Q: Who has the responsibility of mowing ditches?
Title 11 O.S. §22-111(A) states “A municipal governing body may cause property within the municipal limits to be cleaned of trash and weeds or grass to be cut or mowed . . ..” The statute defines “weeds” as “all vegetation at any state of maturity which:
a. exceeds twelve inches in height, except healthy trees, shrubs, or produce for human consumption . . .
b. regardless of height, harbors, conceals, or invites deposits or accumulation of refuse or trash;
c. harbors rodents or vermin;
d. gives off unpleasant or noxious odors;
e. constitutes a fire or traffic hazard; or
f. is dead or diseased.”
The statute limits the definition of “weed” by stating that it “shall not included . . . land zoned for agriculture use” that lie “(150) feet from a parcel zoned for other than agriculture use.” 11 O.S. §§ 22-111(D)(1)(a)-(f)
Furthermore, the statute goes on to provide another agriculture exception. It says that “The provisions of this section shall not apply to any property zoned and used for agricultural purposes . . .. However, a municipality governing body may cause the removal of weeds . . . only if such weeds or trash pose a hazard to traffic and are located in, or within ten (10) yards of, the public right-of-way at intersections.” 11 O.S. §§ 22-111(E).
The statute goes on to provide certain procedural requirements and standards the municipal government must provide to the property owner. For example, the statute requires that at least 10 days notice be given to the property owner if the municipality decides to take action. Title 11 O.S. §22-111(A)(1).
Generally speaking, there is no statutory mandate that requires counties to mow grass in the ditches of private, rural landowners. A safety, hazard exception exists in 69 O.S. § 902(A) that states the county “shall maintain any advance warning sign and sight line vegetation control to the intersection.” However, this exception is limited only to county road and state highway intersections.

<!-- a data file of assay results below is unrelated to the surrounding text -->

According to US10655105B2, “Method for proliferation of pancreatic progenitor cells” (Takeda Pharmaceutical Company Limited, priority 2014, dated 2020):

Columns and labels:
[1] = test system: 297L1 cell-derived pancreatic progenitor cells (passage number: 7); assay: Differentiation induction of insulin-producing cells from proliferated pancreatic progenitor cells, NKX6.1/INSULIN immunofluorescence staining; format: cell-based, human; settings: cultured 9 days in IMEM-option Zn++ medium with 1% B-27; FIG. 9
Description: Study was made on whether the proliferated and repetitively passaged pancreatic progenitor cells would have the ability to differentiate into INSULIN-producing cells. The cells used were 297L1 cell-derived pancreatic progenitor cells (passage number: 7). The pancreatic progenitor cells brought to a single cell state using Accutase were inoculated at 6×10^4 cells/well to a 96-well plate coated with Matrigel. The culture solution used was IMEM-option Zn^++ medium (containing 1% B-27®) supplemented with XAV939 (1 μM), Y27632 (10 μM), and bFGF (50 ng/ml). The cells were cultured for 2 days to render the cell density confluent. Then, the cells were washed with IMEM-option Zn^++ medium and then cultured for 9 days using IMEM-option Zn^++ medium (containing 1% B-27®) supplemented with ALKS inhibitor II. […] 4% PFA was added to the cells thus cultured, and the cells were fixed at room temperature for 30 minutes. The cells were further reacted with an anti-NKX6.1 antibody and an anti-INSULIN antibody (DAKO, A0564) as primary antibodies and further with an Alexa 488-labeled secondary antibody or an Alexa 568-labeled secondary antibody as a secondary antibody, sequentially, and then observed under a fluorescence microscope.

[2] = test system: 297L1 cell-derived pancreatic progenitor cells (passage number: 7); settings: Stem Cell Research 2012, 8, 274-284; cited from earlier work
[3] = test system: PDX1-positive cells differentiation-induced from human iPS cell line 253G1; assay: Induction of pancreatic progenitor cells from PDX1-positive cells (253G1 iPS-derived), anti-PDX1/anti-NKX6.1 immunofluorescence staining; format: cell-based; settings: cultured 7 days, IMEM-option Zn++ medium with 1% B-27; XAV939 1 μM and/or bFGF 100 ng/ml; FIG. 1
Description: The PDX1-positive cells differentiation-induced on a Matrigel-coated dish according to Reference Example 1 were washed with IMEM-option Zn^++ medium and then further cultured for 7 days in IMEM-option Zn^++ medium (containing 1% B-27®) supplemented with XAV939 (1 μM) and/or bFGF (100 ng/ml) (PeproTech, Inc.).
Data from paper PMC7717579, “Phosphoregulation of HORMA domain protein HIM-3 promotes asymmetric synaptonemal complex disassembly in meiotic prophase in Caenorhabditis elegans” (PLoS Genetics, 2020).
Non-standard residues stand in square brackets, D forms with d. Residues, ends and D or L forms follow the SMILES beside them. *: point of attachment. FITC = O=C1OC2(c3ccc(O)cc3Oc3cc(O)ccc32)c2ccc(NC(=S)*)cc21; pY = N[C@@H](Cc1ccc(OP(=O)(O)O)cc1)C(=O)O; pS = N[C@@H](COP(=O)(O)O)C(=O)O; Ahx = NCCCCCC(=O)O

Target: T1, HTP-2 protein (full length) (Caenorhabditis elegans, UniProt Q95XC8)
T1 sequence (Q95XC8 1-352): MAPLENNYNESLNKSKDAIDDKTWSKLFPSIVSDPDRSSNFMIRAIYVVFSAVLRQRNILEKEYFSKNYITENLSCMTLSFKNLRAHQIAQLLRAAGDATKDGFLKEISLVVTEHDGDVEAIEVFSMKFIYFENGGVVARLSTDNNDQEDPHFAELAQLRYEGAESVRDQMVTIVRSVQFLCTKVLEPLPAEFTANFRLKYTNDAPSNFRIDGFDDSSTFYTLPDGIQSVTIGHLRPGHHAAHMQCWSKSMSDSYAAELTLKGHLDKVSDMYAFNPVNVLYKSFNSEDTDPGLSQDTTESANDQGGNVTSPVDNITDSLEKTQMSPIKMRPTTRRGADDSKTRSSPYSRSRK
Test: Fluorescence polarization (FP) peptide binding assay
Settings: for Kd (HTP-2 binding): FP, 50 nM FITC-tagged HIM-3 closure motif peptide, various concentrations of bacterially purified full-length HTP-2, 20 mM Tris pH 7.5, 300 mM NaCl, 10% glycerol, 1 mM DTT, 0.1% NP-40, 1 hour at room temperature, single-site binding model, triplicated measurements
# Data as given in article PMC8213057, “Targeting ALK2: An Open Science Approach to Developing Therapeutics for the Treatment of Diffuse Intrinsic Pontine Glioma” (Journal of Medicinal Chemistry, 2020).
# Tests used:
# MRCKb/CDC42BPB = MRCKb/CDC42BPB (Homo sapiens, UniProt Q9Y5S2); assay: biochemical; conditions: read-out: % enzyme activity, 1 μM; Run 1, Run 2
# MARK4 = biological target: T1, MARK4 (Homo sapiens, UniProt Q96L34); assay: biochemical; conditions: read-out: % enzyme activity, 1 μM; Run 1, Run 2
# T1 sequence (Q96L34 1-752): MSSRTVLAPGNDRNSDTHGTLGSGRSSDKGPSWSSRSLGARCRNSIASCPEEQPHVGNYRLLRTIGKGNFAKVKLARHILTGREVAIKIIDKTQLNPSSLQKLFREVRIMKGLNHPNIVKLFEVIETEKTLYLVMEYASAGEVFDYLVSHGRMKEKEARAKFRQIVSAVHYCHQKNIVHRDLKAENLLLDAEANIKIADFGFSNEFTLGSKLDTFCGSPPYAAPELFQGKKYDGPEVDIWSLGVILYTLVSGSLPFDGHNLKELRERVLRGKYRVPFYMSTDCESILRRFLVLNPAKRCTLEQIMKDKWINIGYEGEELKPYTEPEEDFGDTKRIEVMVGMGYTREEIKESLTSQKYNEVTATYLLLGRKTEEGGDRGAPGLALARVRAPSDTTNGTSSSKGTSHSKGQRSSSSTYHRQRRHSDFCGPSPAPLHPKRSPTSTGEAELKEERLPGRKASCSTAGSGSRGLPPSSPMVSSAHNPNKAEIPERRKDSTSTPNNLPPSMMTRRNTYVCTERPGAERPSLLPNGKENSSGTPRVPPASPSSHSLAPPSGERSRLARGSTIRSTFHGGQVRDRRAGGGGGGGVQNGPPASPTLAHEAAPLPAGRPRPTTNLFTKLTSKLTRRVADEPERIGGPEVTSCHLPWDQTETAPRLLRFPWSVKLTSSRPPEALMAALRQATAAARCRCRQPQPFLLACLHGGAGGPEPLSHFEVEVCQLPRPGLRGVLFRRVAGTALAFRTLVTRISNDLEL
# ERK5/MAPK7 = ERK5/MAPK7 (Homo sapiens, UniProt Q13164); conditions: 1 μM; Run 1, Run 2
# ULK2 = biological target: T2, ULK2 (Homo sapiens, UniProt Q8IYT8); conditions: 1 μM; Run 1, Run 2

Furthermore, 69 O.S. § 601(A) discusses the responsibility of county commissioners. Listed therein is the exclusive jurisdiction of the county commissioners to designate, construct, maintain, and repair the county highways. However, it does not mention mowing grass in the ditches or surrounding area.
Therefore, it would be fair to say that no statutory mandate exists requiring counties to assume the duties of mowing grass in rural areas on privately owned land.
But some counties may assume the responsibility. After speaking with an individual responsible for mowing property within Oklahoma County, I found out that Oklahoma County will mow grass outside the incorporated city areas for safety reasons, potentially up to 3 or 4 times annually; if those areas involve ditches, he said they will generally mow the downslope off the county road, but will not mow the upslope. Primarily the county does this for safety reasons—e.g., so drivers are able to see if animals are about to enter the roadway. I also made a phone call to the Payne County Commissioner’s Office—I was told that they will mow the rights-of-way.
OKFB members may find it worthwhile to consult their county commissioner’s office. Members could ask them if and how much of their property adjacent to county roads is mowed, who is responsible for mowing the county’s rights-of-way, and who is responsible for mowing dirt roads.
** Disclaimer – These questions were answered by Tyler Christians, former OFB Legal Foundation intern, University of Oklahoma School of Law. This communication is for informational purposes only and is not intended to be legal advice. Transmission is not intended to create and receipt does not establish an attorney-client relationship. Legal advice of any nature should be sought from legal counsel.